June 30, 2021: Trea Turner hits for his third career cycle as Nationals hit high-water mark for 2021

This article was written by Laura H. Peebles

Trea Turner (TRADING CARD DB)The Washington Nationals were on a roll as June 2021 ended. For the first time all season, they were above .500 (39-38). They were in second place in the National League East, 3½ games behind the New York Mets.

They had been last in the division (21-29) at the end of May, but a historic power surge from Kyle Schwarber1 and a turnaround from Josh Bell2 – both of whom had joined the Nationals in offseason 2020-21 transactions – had propelled them upward. Based on recent events, Washington could hope that even more thrills were ahead; two seasons earlier, in 2019, the Nationals had won only 19 of their first 50 games but then ignited and captured the World Series title.

Shortstop Trea Turner had done his part in 2021’s resurgence. In his seventh season with the Nationals, Turner’s .310 batting average was the best among the regular starters, and he shared the NL lead for stolen bases with 16.

The Tampa Bay Rays (47-33) were in town for an interleague series over the final two days of June. American League pennant-winners during the pandemic-shortened 2020 season, the Rays, like the Nationals, were in second place in their division in 2021, only two games behind the Boston Red Sox in the AL East.

The 15,552 fans who showed up at Nationals Park for the series’ second game, a 4:05 start on a Wednesday afternoon, witnessed something that had happened only four times before in major-league history – a player hit for the cycle for the third time in his career. And the player was Turner, celebrating his 28th birthday with what turned out to be one of the last hurrahs of his Washington tenure.

Jon Lester (1-3, 4.99 ERA) was pitching for the Nationals. Like Schwarber and Bell, the 37-year-old left-hander came to Washington during the previous offseason. He had lasted only 2⅓ innings in his last outing, on June 25, allowing seven runs and taking the loss against the Miami Marlins. A June start in Tampa was a little more successful, when Lester gave up only one run in 3⅔ innings before leaving with his pitch count at 91.

The game-time temperature was 95 degrees, with a heat index of 103, and Lester sweated profusely during pregame warmups. The Rays jumped on him for two quick runs. Manuel Margot led off with a single, stole second, took third on catcher Yan Gomes’s bad throw, and scored on Randy Arozarena’s sacrifice fly. One out later, Yandy Díaz hit a solo homer that landed three rows short of the concourse in left for a 2-0 Tampa lead.

Drew Rasmussen (0-1, 3.48 ERA) was the opener for the Rays. This was his fourth appearance for Tampa Bay and his first career start.3 Turner began the Nationals’ first-inning rally – and his own big day – with a one-out single over second baseman Mike Brosseau’s head; he then swiped second, his NL-leading 17th steal of the season. Juan Soto walked for the 48th time.4 With Bell batting, Turner and Soto executed a double steal without drawing a throw. Bell singled right over the mound, scoring two to tie the game.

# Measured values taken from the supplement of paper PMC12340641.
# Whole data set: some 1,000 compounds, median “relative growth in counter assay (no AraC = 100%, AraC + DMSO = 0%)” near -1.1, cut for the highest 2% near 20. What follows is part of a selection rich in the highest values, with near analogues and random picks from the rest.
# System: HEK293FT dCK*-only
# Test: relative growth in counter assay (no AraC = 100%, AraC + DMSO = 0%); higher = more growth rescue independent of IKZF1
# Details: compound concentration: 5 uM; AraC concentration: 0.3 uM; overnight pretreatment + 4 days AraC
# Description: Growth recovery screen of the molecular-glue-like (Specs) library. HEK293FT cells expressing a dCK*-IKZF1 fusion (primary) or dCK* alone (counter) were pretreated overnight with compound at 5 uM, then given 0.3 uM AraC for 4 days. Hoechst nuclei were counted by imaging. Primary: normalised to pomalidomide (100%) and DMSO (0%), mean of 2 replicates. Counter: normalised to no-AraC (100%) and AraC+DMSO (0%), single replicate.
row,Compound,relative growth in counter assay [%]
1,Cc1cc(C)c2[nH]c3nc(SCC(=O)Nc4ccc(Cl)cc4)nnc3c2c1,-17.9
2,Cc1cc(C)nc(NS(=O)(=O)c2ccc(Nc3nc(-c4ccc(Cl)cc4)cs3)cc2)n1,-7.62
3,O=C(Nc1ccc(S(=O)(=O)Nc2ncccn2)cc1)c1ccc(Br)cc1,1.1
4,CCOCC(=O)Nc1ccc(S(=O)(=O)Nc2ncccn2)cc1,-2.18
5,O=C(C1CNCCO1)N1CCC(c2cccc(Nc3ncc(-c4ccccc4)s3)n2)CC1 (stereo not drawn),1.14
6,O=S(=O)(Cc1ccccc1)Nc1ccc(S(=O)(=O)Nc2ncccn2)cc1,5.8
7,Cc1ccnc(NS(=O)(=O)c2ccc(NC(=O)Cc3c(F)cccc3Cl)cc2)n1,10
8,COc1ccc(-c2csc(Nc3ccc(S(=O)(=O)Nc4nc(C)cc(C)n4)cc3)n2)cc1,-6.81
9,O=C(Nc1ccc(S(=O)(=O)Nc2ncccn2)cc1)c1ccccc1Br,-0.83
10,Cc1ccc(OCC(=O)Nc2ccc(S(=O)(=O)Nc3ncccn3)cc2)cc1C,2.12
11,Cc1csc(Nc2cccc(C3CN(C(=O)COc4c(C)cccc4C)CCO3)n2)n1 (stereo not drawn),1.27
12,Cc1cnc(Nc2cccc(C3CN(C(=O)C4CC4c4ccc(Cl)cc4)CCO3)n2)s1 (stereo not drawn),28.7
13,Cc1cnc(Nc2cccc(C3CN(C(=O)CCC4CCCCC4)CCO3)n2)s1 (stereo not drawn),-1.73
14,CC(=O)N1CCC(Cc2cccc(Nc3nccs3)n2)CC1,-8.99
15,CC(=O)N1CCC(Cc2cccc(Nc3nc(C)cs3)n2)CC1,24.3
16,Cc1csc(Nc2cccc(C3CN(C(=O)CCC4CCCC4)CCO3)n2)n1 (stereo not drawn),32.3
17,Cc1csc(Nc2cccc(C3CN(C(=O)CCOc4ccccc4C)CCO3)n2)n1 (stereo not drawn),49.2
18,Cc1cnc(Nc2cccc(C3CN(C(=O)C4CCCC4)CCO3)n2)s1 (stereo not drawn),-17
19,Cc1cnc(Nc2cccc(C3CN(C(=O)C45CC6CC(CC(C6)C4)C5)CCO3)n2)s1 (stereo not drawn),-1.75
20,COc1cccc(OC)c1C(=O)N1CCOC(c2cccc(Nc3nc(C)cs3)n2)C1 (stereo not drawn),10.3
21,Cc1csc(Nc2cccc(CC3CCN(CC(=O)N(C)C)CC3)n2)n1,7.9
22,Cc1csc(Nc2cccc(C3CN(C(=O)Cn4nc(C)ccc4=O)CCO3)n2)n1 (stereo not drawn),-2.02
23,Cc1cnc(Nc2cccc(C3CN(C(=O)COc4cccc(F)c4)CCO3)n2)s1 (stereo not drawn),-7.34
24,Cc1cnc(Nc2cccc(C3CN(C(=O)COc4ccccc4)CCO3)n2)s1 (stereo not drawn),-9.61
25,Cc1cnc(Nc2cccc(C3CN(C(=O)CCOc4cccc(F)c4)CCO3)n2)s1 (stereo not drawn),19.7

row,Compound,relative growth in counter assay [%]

Lester continued to struggle in the second and third. The Rays loaded the bases with two outs in the second on two singles – including Rasmussen’s first major-league hit – and a walk. But Arozarena’s popout stranded the runners. Tampa Bay retook the lead in the third when Mike Zunino followed Wander Franco’s single with a home run that curled around the left-field foul pole, giving them a 4-2 lead.

Rasmussen had worked a clean second on only six pitches, but the Nationals struck back in the third against the Rays’ bullpen. The new pitcher was Ryan Sherriff, just called up from the minors. He hit Schwarber with a pitch with one out. Turner doubled into left, sending Schwarber to third. Soto’s seeing-eye single between the drawn-in infielders scored Schwarber. Bell’s single tied the game, 4-4.

Rays manager Kevin Cash dipped into his bullpen for Andrew Kittredge, whom Gomes greeted with a single. Starlin Castro hit a grounder right to the second baseman’s position – except that the Rays had shifted, so no one was there. The ball rolled unimpeded into center, allowing two runs to score to cap the four-run rally for a 6-4 Nationals lead.

Lester opened the top of the fourth by walking Brosseau, who stole second and scored on Arozarena’s single, making it a 6-5 game.

Michael Wacha, originally announced as the Rays starter, finally took the mound in the fourth. The veteran right-hander retired the first two batters he faced, but Turner’s home run into the stands in center – his third hit of the game – gave the Nationals their two-run lead back.